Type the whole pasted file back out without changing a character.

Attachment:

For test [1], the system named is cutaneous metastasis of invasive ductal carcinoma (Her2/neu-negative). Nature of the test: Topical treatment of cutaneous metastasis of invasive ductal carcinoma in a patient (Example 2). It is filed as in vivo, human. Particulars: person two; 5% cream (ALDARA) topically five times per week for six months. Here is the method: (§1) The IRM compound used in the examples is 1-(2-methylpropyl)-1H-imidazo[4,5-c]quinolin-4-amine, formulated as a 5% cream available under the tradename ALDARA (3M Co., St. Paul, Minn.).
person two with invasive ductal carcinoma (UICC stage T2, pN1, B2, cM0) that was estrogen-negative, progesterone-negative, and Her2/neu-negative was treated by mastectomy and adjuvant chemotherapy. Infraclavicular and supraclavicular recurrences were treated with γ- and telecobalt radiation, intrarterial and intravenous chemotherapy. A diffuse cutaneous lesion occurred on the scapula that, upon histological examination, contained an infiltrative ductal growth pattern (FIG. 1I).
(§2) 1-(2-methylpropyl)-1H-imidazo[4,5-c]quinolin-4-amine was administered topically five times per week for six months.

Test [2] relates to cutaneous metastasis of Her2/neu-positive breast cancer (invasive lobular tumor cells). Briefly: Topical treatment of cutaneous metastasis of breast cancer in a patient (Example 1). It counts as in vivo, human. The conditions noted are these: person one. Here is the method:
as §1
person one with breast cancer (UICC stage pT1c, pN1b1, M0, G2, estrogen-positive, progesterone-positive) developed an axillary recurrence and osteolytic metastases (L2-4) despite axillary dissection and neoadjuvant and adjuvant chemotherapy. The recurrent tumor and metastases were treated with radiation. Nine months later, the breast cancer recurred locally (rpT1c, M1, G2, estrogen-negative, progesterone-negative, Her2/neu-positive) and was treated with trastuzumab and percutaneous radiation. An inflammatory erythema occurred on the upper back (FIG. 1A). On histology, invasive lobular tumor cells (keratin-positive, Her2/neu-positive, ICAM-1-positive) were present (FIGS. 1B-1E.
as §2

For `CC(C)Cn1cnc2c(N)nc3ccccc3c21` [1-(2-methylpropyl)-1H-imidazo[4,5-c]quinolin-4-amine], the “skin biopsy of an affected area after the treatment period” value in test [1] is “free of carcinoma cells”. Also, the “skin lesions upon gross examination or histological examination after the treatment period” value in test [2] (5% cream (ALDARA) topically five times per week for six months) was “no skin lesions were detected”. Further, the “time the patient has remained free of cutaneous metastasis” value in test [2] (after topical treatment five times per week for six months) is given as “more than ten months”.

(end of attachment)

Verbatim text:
For test [1], the system named is cutaneous metastasis of invasive ductal carcinoma (Her2/neu-negative). Nature of the test: Topical treatment of cutaneous metastasis of invasive ductal carcinoma in a patient (Example 2). It is filed as in vivo, human. Particulars: person two; 5% cream (ALDARA) topically five times per week for six months. Here is the method: (§1) The IRM compound used in the examples is 1-(2-methylpropyl)-1H-imidazo[4,5-c]quinolin-4-amine, formulated as a 5% cream available under the tradename ALDARA (3M Co., St. Paul, Minn.).
person two with invasive ductal carcinoma (UICC stage T2, pN1, B2, cM0) that was estrogen-negative, progesterone-negative, and Her2/neu-negative was treated by mastectomy and adjuvant chemotherapy. Infraclavicular and supraclavicular recurrences were treated with γ- and telecobalt radiation, intrarterial and intravenous chemotherapy. A diffuse cutaneous lesion occurred on the scapula that, upon histological examination, contained an infiltrative ductal growth pattern (FIG. 1I).
(§2) 1-(2-methylpropyl)-1H-imidazo[4,5-c]quinolin-4-amine was administered topically five times per week for six months.

Test [2] relates to cutaneous metastasis of Her2/neu-positive breast cancer (invasive lobular tumor cells). Briefly: Topical treatment of cutaneous metastasis of breast cancer in a patient (Example 1). It counts as in vivo, human. The conditions noted are these: person one. Here is the method:
as §1
person one with breast cancer (UICC stage pT1c, pN1b1, M0, G2, estrogen-positive, progesterone-positive) developed an axillary recurrence and osteolytic metastases (L2-4) despite axillary dissection and neoadjuvant and adjuvant chemotherapy. The recurrent tumor and metastases were treated with radiation. Nine months later, the breast cancer recurred locally (rpT1c, M1, G2, estrogen-negative, progesterone-negative, Her2/neu-positive) and was treated with trastuzumab and percutaneous radiation. An inflammatory erythema occurred on the upper back (FIG. 1A). On histology, invasive lobular tumor cells (keratin-positive, Her2/neu-positive, ICAM-1-positive) were present (FIGS. 1B-1E.
as §2

For `CC(C)Cn1cnc2c(N)nc3ccccc3c21` [1-(2-methylpropyl)-1H-imidazo[4,5-c]quinolin-4-amine], the “skin biopsy of an affected area after the treatment period” value in test [1] is “free of carcinoma cells”. Also, the “skin lesions upon gross examination or histological examination after the treatment period” value in test [2] (5% cream (ALDARA) topically five times per week for six months) was “no skin lesions were detected”. Further, the “time the patient has remained free of cutaneous metastasis” value in test [2] (after topical treatment five times per week for six months) is given as “more than ten months”.